Education policy is a surprisingly hot topic in this year’s mayoral contest, and it’s a topic, once raised, that always comes with this caveat: Minneapolis’ mayor has no direct power over local schools.
What he does have, Mayor R.T. Rybak has made clear in recent interviews, is an obligation, for the future of the city, to engage with schools, the mayoral megaphone that comes with the office and the opportunity to partner — or not — with the superintendent.
With that in mind, the Journals sent the eight leading candidates several questions on education in September. We’ll focus on their responses to just one of those questions, the one that elicited the most in-depth and varied responses from the candidates:
“Minneapolis has one of the largest achievement gaps in the country between white students and students of color. How will you partner with schools to help close that gap?”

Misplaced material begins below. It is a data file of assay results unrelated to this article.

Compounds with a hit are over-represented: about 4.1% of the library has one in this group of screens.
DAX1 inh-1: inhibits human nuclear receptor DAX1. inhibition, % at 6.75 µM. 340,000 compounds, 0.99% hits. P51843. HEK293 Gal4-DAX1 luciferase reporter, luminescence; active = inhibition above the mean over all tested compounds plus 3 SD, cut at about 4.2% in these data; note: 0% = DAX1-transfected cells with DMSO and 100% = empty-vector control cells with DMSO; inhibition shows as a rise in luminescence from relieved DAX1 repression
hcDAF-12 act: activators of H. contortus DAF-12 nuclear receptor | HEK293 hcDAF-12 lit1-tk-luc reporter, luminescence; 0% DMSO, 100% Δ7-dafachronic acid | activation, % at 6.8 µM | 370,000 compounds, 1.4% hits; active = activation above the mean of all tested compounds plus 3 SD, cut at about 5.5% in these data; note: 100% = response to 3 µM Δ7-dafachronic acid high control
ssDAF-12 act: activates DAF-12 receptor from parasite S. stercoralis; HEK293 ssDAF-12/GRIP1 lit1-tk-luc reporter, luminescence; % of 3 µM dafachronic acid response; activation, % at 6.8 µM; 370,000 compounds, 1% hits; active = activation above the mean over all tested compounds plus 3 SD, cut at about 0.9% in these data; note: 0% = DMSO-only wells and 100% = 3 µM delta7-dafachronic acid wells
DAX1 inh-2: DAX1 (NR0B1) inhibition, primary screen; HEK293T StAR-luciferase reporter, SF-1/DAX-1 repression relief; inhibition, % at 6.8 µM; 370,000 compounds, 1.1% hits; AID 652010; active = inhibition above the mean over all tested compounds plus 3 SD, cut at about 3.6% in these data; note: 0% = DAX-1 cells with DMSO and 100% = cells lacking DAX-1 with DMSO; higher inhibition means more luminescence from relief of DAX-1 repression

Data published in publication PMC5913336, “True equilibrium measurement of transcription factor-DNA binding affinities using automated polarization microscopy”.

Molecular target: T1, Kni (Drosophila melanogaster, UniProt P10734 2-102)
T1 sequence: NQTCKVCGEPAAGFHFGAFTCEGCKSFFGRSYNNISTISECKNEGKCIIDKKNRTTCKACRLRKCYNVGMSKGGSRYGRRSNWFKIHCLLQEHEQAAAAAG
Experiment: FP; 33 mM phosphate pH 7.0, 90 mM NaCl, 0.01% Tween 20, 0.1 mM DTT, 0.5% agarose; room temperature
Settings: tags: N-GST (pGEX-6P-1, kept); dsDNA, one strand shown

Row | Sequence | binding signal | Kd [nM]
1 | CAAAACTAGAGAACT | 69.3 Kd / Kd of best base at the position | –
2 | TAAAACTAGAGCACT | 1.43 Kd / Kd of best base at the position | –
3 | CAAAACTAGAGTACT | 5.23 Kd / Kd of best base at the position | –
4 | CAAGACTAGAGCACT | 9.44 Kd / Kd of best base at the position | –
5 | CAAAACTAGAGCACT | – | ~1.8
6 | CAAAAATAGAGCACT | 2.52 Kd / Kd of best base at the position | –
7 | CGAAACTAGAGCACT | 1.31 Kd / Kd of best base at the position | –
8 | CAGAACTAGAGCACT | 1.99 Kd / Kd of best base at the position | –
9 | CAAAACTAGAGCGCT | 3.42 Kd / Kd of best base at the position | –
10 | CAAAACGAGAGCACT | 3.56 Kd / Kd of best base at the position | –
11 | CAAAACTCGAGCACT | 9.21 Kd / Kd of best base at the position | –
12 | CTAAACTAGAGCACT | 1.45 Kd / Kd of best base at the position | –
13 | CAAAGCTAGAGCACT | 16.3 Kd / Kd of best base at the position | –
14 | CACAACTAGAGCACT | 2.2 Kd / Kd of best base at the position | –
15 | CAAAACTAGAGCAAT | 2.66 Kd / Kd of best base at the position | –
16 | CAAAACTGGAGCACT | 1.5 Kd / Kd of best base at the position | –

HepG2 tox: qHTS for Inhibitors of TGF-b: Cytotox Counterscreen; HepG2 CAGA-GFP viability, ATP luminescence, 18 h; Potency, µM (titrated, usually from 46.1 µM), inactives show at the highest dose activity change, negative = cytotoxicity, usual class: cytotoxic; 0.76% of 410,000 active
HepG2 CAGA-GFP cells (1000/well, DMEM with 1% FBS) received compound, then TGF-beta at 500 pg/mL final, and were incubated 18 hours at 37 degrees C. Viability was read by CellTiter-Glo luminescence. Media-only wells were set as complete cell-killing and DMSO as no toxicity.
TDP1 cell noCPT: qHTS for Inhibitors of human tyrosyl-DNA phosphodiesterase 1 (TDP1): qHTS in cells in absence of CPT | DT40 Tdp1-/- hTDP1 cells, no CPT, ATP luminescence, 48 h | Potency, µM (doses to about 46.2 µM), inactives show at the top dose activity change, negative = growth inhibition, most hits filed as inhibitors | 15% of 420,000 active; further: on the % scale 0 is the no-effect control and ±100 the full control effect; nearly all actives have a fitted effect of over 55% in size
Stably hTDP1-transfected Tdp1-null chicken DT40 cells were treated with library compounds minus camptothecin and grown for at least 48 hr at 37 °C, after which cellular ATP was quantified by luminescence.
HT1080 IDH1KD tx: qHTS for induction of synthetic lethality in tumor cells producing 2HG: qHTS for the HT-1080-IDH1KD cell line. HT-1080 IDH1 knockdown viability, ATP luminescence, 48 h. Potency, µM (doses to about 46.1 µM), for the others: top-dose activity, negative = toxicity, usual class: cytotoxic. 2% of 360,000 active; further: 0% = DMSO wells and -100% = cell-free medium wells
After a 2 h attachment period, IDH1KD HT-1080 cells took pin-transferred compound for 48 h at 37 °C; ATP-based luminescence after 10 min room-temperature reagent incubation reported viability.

Most of the written responses ran well over a suggested word limit, so they’ve been summarized below. More detailed education policy statements can be found on most of the candidates’ websites.
Mark Andrew said Minneapolis “is a modern day ‘Tale of Two Cities,’” where nearly 10 percent of district students experience homelessness, graduation rates for children of color are “unacceptable” and not all children arrive at school ready to learn.
“This is why one of my top priorities as mayor will be to care for every one of our city’s children by ensuring that they are educated and trained for tomorrow’s jobs,” Andrew wrote.
Andrew, a DFLer, described three education strategies: supporting Minneapolis Public Schools and Superintendent Bernadeia Johnson; addressing needs outside of schools through safe neighborhoods, stable housing and economic opportunity; and evolving the Youth Coordinating Board “into a broader partnership focused solely on ensuring success for every Minneapolis child.”